Lemnis Gate, developed by Ratloop Games Canada and published by Frontier Developments, combines aspects of many genres to make something entirely new. Lemnis Gate is a turn-based tactical multiplayer shooter. It is a game with a lot going on, but it manages to impressively tie it all together successfully to make something wholly unique for the genre. I was lucky enough to sit down and get some early hands-on time with the game, which greatly helped put the game into perspective.
The preview started with a 1v1 game mode on a map built on an asteroid cluster. In the mode, players fight over capturing a majority of grabbable resources by the end of a handful of rounds. To do so, each player has access to an identical stable of characters. Each character has a unique weapon and ability that makes them distinct from their counterparts.
The characters have a lot of variety between them. One character has a sniper rifle that can kill with a single headshot accompanied by an ability that slows down time to make those headshots just a bit easier to hit. Another character wields a shotgun and can build turrets around the map, while a third character can shoot out toxic chemicals that damage other characters slowly over time. Each character fills a particular role in the game’s meta, and it is up to the player to use them to create their own play style.
The catch is that Lemis Gate is played out over turns on the same 25-second time loop. In the first round, one player picks a character to run through the 25-seconds first. For example, in this mode, I picked the character that let me build turrets to place a couple around one of the objectives before grabbing it and returning it to my spawn to capture it.
Then, it is my opponent’s turn. During their turn, a ghost of my turn plays out all of the actions I performed over the course of the 25 seconds. This allows my turrets to cover the objective while also allowing my opponent to kill my character before it even grabs the objective. That way, they can steal the objective themselves or stop my character from setting up turrets completely. Then, in my turn, both of our ghosts play out, but I am no longer able to select a character that I have already used. If my opponent countered my previous turn, I could choose to either go after an entirely new objective on my second turn or to counter their counter of my first character.
This could look something like playing the sniper character to kill my opponent’s first character before they can do anything. Then, knowing that my first character is safe, I can run and grab a second objective and return it. Matches in Lemnis Gate build in this way, causing every action to have rippling effects over the match while also giving the strategy in play many layers to consider before the start of every turn.
To be honest, it all takes a bit to get acclimated to. It happened on a couple of occasions that I would use the last few seconds of my turn to try and prepare defenses that were ultimately useless because they would only appear at the end of subsequent rounds. It also took me a game or two to fully wrap my head around the strategic options available to me each round. However, that was helped by a period in between turns that replays everything currently on the field with an adjustable camera. This lets players fully plan out what to do, complete with dropping a marker that persists into your turn to label where a priority target or piece of equipment will end up.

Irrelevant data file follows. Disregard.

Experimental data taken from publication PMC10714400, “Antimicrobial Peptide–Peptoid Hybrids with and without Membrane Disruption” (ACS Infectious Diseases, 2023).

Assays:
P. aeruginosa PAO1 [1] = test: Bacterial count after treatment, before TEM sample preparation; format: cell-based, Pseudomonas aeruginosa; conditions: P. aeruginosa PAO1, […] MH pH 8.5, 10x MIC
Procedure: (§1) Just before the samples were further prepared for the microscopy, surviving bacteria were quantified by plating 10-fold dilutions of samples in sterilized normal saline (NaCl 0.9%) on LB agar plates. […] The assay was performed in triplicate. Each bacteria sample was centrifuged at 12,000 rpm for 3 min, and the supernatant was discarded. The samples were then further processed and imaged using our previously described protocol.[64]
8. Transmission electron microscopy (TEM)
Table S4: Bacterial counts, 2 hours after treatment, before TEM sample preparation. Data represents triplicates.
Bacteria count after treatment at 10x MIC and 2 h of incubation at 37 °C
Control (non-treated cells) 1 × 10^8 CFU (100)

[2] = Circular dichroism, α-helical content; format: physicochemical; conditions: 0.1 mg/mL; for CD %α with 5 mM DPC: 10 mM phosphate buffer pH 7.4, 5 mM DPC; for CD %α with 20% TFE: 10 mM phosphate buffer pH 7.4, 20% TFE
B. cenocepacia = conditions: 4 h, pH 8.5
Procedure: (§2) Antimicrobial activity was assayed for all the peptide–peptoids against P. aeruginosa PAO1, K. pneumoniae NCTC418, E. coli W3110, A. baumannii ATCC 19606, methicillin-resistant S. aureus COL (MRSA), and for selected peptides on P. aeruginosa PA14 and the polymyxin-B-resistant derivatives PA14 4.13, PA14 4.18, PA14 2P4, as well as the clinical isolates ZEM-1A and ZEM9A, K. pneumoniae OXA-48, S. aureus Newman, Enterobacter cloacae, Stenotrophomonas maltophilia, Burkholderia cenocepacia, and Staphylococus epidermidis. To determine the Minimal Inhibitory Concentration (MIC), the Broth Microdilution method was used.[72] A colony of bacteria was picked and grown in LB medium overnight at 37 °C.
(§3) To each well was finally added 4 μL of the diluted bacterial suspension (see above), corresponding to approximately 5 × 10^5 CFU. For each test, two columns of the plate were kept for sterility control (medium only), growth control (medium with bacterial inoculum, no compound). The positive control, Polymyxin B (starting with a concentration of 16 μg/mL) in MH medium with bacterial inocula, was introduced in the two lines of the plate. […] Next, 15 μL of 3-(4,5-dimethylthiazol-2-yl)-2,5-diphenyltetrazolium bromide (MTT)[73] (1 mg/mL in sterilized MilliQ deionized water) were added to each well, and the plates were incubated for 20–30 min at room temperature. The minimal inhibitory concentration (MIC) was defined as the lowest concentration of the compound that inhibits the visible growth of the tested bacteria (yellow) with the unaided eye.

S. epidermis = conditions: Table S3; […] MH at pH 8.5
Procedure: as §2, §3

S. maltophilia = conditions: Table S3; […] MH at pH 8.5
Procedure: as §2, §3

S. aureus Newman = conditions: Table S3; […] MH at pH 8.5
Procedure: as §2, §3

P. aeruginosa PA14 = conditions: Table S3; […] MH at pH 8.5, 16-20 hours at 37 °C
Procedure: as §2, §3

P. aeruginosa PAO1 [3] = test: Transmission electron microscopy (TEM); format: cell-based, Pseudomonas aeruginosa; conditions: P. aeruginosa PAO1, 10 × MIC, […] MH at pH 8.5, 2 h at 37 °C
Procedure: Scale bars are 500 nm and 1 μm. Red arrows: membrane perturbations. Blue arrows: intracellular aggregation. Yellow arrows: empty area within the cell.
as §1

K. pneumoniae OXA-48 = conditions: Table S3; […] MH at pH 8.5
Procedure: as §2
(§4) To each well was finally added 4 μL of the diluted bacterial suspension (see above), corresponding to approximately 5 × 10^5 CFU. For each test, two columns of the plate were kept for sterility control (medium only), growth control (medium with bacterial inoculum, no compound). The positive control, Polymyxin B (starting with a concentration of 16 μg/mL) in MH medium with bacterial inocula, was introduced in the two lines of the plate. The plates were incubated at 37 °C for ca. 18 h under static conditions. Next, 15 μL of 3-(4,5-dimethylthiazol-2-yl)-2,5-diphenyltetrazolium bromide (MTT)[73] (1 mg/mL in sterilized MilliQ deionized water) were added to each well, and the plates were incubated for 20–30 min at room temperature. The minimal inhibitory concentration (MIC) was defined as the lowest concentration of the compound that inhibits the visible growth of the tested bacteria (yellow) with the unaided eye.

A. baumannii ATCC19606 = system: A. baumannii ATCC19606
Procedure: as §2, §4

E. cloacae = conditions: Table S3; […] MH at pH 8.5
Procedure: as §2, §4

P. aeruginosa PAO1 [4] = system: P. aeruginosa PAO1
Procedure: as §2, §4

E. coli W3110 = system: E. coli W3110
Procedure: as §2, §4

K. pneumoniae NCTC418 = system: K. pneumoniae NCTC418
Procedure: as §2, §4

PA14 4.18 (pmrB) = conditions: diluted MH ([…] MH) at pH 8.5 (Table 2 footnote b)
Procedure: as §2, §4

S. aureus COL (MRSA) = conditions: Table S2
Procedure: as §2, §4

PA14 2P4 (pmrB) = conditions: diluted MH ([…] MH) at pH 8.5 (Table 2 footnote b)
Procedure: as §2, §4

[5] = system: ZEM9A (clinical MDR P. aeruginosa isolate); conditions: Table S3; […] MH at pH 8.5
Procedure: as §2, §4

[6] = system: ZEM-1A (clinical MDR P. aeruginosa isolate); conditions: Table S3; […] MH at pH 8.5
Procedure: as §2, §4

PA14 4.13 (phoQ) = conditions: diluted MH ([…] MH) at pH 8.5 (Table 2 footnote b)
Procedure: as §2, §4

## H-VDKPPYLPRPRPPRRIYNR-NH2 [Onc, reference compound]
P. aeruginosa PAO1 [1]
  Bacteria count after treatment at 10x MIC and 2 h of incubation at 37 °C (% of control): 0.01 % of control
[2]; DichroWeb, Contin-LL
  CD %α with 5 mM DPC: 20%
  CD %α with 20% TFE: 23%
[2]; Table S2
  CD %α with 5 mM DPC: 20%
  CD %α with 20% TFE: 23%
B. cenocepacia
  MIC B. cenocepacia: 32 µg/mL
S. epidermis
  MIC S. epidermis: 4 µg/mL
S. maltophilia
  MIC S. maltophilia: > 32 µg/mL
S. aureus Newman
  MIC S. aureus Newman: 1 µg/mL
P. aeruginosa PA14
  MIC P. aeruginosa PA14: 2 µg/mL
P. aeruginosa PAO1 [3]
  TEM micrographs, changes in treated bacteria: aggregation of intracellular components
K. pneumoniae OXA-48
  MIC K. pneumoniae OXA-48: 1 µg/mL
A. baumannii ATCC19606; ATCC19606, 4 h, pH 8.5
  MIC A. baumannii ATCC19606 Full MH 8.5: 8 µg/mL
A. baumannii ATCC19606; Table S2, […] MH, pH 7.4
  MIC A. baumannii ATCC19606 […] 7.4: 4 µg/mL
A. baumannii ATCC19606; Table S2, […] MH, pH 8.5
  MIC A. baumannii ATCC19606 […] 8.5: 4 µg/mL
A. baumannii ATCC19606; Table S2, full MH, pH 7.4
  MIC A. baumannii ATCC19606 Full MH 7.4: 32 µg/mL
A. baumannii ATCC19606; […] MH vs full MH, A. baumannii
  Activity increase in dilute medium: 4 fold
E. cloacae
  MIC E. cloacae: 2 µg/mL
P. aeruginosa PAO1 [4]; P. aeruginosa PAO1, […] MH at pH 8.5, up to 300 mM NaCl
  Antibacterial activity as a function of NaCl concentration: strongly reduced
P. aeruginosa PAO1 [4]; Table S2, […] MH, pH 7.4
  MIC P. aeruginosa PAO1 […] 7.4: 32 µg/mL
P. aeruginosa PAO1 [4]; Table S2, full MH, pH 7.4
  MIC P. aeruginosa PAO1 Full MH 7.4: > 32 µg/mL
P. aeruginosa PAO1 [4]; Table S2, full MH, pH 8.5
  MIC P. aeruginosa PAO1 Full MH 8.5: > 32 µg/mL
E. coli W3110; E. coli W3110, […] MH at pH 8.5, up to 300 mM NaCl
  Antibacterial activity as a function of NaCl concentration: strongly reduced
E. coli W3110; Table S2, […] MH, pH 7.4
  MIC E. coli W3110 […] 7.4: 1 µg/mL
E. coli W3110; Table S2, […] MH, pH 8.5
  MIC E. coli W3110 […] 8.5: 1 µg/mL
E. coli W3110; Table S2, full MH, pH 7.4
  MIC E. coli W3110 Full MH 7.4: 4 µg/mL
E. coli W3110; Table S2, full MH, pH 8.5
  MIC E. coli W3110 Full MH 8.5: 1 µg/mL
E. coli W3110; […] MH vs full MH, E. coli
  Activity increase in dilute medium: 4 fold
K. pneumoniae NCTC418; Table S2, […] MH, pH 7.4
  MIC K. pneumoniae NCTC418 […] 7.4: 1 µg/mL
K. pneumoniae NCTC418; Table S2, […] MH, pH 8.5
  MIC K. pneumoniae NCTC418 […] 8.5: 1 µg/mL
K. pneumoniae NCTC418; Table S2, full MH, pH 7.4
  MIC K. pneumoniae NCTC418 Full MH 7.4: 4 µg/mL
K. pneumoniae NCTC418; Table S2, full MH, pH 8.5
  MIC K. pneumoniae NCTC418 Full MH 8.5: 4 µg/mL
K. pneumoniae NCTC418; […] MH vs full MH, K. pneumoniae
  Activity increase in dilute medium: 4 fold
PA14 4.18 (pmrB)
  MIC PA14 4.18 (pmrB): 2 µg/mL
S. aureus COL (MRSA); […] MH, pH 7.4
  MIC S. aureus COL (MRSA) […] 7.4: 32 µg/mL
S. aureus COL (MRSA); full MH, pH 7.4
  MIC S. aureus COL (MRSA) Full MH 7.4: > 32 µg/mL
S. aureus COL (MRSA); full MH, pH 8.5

After completing the first match, I jumped into a 2v2 match that worked more similarly to search and destroy. This map was on a more traditional-looking grassy hill with a smattering of science fiction buildings spread out. The left side of the map had one objective while the right held the other. One team was tasked with destroying the objectives by damaging them enough, while the other was tasked with protecting them.
The first 2v2 match played with members of a team alternating who plays on that team’s turns. This cut down on the amount of time playing, but the rounds are fast enough that it never feels like anyone is waiting too long to play. This is helped further by the added layer of strategizing with a team member. The team strategy element of this mode made it my favorite of the preview by far. Talking through strategies and having a teammate get behind good kills or turns just added another layer of enjoyment on top of it all.
2v2 matches can also be played in a mode that sees both team members playing simultaneously on their team’s turn. This mode has potential, but being unable to communicate with my teammate during this match made it very difficult to strategize and fully engage with the mode. Both of the 2v2 modes absolutely require communication to plan and strategize every turn.
This makes me think that Lemnis Gate will be a fantastic game to play with friends. Matchmaking into 2v2 matches could be made or broken by how willing the community is to voice chat with random teammates, but, of course, that remains to be seen. Luckily, the 1v1 mode is plenty of fun on its own so even playing alone definitely has something new and unique to offer players. Lemnis Gate goes for a lot, but it manages to pull it all together to make a complete package that is comfortable in the unique experience it offers.
Lemnis Gate releases on PC, PlayStation 4, PlayStation 5, Xbox One, and Xbox Series X/S later this year.
Arron is a writer and video editor for But Why Tho? that is passionate about all things gaming, whether it be on a screen or table. When he isn’t writing for the site he’s either playing Dungeons & Dragons, watching arthouse movies, or trying to find someone to convince that the shooter Brink was ahead of its time.
March 20, 2023